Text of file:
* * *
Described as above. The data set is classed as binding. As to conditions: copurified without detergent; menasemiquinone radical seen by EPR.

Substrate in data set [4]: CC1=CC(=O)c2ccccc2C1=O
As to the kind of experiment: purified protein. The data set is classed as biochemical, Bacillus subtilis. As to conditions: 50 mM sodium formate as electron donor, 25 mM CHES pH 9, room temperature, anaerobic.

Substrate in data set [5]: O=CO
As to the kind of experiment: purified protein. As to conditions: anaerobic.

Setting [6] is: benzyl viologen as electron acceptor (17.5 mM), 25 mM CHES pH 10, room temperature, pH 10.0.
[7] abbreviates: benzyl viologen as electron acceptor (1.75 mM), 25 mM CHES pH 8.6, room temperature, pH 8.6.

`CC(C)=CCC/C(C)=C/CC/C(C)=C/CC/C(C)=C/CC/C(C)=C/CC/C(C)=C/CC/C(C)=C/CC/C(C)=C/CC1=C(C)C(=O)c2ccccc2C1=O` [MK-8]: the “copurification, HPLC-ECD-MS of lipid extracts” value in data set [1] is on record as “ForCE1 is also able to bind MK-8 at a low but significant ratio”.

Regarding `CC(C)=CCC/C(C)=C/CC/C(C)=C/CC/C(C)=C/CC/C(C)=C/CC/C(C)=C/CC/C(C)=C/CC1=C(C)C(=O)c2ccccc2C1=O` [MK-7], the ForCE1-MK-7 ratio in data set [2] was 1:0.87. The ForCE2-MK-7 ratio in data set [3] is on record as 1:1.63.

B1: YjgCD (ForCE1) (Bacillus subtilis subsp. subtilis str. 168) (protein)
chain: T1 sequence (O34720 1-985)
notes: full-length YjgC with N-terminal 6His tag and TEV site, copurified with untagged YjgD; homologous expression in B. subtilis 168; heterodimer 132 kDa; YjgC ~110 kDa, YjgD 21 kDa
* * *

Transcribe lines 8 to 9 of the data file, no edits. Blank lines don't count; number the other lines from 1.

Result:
`CC(C)=CCC/C(C)=C/CC/C(C)=C/CC/C(C)=C/CC/C(C)=C/CC/C(C)=C/CC/C(C)=C/CC/C(C)=C/CC1=C(C)C(=O)c2ccccc2C1=O` [MK-8]: the “copurification, HPLC-ECD-MS of lipid extracts” value in data set [1] is on record as “ForCE1 is also able to bind MK-8 at a low but significant ratio”.

Regarding `CC(C)=CCC/C(C)=C/CC/C(C)=C/CC/C(C)=C/CC/C(C)=C/CC/C(C)=C/CC/C(C)=C/CC1=C(C)C(=O)c2ccccc2C1=O` [MK-7], the ForCE1-MK-7 ratio in data set [2] was 1:0.87. The ForCE2-MK-7 ratio in data set [3] is on record as 1:1.63.